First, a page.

A posthumous missive

The late John Walter, former editor of the Atlanta Journal-Constitution and a founding editor of USATODAY (They insist on all-caps), wrote a piece shortly  before his own death about the impending death of newspapers, blaming three particular folks who hastened the demise of the ol’ fish wrapper. It was published by Poynter with his widow’s permission

It could just as well have been the fault of an indifferent customer service representative who didn’t grovel sufficiently enough for the disgruntled subscribe who had just called for the fifth time this month to complain about having to fetch the paper out of the hedge in two feet of snow.

It could have been the sports columnist who had the audacity to opine that the local pro sport franchise needed a new coach, or worse, that the coach wasn’t the problem.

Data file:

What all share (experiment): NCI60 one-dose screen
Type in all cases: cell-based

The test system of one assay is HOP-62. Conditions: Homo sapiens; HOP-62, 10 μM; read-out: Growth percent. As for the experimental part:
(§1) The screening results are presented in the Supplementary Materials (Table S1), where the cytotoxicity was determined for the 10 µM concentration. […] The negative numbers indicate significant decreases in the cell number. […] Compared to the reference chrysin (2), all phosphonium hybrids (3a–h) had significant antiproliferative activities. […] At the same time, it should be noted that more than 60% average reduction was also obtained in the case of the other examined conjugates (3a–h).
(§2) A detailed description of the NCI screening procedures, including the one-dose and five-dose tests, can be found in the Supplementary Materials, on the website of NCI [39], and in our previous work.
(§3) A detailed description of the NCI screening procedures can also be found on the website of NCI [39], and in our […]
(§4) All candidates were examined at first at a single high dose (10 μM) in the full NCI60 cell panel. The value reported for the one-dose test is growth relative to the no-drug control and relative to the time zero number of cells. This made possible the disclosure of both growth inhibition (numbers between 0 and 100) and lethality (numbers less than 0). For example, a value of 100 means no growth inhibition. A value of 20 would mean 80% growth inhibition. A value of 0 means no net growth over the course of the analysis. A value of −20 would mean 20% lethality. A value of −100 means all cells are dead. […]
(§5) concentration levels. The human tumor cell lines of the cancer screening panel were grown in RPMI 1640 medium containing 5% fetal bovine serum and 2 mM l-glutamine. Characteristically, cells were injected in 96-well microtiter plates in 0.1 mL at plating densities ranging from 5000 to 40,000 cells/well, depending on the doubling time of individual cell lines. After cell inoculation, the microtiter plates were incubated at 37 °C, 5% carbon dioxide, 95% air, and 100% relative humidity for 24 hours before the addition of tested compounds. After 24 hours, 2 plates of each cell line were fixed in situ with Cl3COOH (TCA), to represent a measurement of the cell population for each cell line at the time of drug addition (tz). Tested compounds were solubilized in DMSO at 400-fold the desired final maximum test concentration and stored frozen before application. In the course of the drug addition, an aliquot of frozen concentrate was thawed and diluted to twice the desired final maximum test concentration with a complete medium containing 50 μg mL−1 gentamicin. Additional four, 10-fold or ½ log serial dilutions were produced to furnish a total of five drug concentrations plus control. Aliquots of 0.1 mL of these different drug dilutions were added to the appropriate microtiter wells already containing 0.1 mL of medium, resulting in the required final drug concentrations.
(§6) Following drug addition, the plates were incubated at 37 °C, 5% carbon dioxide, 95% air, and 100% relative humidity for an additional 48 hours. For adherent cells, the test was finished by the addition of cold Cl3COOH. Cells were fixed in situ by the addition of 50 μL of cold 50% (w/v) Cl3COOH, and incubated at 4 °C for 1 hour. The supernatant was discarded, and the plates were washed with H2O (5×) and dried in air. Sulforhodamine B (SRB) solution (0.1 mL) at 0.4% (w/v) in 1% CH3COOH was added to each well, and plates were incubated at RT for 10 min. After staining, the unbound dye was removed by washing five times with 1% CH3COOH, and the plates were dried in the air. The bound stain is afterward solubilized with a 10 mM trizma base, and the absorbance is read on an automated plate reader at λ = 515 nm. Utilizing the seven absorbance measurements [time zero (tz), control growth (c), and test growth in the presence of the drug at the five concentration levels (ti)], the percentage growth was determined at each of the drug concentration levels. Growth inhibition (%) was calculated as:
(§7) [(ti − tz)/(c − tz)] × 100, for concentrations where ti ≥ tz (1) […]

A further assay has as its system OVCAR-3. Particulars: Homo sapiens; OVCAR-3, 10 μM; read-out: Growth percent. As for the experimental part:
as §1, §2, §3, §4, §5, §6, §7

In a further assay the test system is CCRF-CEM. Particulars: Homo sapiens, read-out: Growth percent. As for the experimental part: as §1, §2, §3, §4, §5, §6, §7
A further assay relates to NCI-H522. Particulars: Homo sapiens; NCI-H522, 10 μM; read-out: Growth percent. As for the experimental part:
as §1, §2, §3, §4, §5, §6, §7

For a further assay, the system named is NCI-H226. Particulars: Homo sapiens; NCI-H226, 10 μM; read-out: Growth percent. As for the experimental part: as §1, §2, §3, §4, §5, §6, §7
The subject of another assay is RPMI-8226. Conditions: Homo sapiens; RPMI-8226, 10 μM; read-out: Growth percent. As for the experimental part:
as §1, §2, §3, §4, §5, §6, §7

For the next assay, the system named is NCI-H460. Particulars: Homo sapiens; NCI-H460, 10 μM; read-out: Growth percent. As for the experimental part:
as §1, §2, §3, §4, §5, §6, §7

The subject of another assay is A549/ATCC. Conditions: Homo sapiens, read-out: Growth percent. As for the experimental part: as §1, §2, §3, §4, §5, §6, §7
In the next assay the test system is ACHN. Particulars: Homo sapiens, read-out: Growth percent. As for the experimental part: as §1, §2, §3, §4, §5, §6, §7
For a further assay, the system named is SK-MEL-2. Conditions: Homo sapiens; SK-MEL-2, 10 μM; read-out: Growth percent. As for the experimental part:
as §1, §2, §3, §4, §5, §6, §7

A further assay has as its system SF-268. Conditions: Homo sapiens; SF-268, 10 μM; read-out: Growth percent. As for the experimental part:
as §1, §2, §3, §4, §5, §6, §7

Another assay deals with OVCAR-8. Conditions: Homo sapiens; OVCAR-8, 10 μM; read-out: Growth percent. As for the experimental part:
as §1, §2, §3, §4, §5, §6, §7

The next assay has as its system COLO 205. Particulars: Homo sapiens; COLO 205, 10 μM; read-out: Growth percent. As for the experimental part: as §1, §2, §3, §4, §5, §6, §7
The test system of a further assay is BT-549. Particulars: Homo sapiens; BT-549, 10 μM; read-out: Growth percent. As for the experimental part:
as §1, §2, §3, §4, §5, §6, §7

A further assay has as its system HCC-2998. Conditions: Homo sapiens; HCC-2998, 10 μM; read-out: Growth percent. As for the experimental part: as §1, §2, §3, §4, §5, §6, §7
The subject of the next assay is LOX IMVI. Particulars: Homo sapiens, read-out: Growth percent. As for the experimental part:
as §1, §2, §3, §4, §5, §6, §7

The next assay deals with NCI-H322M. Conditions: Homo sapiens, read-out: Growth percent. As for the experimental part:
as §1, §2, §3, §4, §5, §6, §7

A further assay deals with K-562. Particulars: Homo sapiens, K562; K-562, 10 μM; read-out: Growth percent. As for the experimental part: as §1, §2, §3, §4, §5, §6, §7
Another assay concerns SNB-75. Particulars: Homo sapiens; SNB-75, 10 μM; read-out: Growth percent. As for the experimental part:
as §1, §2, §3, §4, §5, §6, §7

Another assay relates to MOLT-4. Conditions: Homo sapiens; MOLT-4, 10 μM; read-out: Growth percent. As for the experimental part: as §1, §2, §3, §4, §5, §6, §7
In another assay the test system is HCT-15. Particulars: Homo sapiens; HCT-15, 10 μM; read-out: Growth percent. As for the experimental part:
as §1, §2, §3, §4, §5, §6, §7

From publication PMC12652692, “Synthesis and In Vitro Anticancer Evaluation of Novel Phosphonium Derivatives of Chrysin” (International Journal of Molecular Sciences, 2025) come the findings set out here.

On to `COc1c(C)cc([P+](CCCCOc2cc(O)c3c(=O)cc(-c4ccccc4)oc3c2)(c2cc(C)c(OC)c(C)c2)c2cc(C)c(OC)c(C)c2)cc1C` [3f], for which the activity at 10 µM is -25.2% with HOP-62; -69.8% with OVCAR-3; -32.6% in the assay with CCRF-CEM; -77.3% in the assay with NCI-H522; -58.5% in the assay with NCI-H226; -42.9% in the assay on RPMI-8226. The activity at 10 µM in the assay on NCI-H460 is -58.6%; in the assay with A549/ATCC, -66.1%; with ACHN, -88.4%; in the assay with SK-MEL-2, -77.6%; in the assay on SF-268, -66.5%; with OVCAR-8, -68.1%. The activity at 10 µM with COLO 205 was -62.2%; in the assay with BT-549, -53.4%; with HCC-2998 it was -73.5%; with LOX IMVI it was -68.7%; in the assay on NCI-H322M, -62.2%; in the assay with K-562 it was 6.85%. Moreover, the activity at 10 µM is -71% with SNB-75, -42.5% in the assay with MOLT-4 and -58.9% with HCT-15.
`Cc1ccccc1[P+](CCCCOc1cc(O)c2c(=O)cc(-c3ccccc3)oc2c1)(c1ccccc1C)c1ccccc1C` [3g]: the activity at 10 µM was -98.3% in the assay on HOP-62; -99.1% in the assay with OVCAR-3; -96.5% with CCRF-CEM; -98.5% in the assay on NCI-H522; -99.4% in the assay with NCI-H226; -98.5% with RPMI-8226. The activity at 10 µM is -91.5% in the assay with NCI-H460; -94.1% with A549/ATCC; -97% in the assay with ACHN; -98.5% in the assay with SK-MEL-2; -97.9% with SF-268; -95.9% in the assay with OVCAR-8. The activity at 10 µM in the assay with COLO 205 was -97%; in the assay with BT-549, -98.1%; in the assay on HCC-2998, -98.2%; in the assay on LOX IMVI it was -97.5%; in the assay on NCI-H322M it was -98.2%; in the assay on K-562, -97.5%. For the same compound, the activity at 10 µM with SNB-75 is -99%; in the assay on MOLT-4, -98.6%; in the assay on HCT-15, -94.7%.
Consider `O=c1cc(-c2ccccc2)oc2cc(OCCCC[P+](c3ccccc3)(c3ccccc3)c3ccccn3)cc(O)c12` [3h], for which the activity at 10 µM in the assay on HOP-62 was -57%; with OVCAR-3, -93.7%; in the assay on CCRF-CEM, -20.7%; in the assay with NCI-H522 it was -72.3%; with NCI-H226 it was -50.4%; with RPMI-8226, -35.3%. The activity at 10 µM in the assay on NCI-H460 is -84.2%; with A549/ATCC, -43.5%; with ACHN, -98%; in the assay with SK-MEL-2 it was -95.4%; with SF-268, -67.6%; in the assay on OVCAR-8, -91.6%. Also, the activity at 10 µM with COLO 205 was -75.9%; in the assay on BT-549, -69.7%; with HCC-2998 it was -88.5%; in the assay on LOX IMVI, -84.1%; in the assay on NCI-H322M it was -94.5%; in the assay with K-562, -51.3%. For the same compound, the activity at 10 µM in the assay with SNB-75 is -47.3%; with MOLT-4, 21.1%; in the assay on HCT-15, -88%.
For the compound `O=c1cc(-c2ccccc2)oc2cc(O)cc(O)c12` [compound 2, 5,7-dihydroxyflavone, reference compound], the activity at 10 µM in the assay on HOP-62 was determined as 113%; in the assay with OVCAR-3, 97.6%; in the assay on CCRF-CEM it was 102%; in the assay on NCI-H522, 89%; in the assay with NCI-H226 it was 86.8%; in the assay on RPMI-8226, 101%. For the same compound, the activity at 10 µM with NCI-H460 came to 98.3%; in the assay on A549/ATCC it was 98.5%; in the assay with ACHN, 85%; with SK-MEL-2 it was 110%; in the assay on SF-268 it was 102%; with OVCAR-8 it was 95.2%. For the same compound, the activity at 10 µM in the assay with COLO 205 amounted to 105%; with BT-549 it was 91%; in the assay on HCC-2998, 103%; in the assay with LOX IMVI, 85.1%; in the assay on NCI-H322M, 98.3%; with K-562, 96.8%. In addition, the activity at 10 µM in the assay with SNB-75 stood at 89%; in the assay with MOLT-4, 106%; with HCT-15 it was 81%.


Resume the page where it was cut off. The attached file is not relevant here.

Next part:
It could have been that what thumped on the front porch (for those of us lucky enough to have a front porch) at 6 this morning presented yesterday’s news and was soggy to boot.

I don’t know why, but whenever the State of Journalism becomes the question du jour, which is a lot these days, all eyes seem to turn to Poynter. As if it has the answers.

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